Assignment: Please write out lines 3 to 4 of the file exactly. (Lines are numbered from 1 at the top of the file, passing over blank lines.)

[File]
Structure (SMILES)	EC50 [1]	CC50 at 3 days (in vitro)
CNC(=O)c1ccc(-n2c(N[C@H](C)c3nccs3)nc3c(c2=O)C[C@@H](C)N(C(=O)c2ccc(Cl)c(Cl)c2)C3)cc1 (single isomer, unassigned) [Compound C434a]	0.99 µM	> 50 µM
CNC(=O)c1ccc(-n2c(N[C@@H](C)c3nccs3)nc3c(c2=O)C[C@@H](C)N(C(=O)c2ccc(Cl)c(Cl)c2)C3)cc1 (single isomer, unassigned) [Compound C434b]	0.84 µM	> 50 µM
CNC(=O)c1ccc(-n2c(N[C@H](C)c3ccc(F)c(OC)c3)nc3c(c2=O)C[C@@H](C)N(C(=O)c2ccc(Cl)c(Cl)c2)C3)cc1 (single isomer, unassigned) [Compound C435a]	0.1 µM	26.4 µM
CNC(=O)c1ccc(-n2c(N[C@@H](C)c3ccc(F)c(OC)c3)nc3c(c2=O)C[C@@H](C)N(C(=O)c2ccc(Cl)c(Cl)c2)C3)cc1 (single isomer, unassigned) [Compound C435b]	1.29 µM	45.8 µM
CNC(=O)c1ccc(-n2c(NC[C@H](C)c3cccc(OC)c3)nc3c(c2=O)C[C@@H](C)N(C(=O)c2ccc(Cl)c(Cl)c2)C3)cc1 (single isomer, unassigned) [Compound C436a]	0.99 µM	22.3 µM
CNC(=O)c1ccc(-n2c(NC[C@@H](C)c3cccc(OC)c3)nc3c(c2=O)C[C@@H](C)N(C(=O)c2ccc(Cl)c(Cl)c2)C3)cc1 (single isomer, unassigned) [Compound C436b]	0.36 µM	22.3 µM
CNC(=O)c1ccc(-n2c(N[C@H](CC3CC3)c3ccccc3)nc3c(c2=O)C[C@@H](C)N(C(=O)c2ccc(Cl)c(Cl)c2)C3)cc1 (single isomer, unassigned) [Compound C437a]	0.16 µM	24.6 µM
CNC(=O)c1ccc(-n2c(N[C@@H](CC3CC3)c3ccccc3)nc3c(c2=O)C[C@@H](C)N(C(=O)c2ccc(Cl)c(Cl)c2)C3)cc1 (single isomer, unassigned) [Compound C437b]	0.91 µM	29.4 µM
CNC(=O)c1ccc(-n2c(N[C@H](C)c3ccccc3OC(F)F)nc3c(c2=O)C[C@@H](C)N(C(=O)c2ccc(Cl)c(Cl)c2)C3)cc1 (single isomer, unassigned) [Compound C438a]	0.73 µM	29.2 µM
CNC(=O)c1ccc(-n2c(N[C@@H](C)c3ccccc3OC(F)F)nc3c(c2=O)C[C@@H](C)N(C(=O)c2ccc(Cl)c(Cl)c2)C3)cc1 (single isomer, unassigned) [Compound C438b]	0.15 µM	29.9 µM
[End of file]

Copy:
CNC(=O)c1ccc(-n2c(N[C@@H](C)c3nccs3)nc3c(c2=O)C[C@@H](C)N(C(=O)c2ccc(Cl)c(Cl)c2)C3)cc1 (single isomer, unassigned) [Compound C434b]	0.84 µM	> 50 µM
CNC(=O)c1ccc(-n2c(N[C@H](C)c3ccc(F)c(OC)c3)nc3c(c2=O)C[C@@H](C)N(C(=O)c2ccc(Cl)c(Cl)c2)C3)cc1 (single isomer, unassigned) [Compound C435a]	0.1 µM	26.4 µM